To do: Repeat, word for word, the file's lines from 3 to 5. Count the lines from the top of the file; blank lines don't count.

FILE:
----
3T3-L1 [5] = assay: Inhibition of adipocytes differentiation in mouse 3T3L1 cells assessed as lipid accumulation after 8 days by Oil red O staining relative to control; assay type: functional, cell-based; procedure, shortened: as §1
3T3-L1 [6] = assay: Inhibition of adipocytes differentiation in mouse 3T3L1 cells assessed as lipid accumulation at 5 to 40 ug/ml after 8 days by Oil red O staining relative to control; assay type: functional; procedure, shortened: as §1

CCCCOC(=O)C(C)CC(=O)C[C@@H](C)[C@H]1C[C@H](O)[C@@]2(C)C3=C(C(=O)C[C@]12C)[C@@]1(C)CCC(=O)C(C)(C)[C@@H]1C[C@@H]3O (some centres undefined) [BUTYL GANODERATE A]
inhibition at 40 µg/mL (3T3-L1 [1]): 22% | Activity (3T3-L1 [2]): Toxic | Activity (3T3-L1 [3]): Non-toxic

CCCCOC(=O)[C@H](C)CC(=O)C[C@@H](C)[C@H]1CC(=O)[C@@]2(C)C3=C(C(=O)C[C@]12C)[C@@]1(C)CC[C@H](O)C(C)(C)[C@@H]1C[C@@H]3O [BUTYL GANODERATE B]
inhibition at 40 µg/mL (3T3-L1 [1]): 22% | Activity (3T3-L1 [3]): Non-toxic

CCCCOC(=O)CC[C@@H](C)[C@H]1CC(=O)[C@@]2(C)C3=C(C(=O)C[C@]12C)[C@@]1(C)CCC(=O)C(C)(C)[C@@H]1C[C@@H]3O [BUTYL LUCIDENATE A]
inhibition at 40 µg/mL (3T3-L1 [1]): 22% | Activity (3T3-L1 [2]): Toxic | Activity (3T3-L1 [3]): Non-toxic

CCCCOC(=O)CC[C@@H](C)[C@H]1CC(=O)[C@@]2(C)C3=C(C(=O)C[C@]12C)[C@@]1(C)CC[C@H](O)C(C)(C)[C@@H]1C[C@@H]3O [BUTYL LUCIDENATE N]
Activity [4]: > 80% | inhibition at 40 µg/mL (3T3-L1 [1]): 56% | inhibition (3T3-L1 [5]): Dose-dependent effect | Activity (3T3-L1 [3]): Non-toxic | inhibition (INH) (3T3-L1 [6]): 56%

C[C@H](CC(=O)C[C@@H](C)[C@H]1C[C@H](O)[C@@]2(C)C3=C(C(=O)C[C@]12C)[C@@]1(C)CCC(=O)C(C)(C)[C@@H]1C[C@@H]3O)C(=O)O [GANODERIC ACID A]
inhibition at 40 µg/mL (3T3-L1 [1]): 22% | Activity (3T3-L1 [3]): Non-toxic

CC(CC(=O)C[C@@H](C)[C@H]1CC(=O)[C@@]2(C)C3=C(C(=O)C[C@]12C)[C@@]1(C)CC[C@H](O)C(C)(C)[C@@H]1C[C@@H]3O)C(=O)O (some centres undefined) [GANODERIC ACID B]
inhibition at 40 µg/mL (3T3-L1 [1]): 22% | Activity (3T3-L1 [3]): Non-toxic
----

CCCCOC(=O)C(C)CC(=O)C[C@@H](C)[C@H]1C[C@H](O)[C@@]2(C)C3=C(C(=O)C[C@]12C)[C@@]1(C)CCC(=O)C(C)(C)[C@@H]1C[C@@H]3O (some centres undefined) [BUTYL GANODERATE A]
inhibition at 40 µg/mL (3T3-L1 [1]): 22% | Activity (3T3-L1 [2]): Toxic | Activity (3T3-L1 [3]): Non-toxic

CCCCOC(=O)[C@H](C)CC(=O)C[C@@H](C)[C@H]1CC(=O)[C@@]2(C)C3=C(C(=O)C[C@]12C)[C@@]1(C)CC[C@H](O)C(C)(C)[C@@H]1C[C@@H]3O [BUTYL GANODERATE B]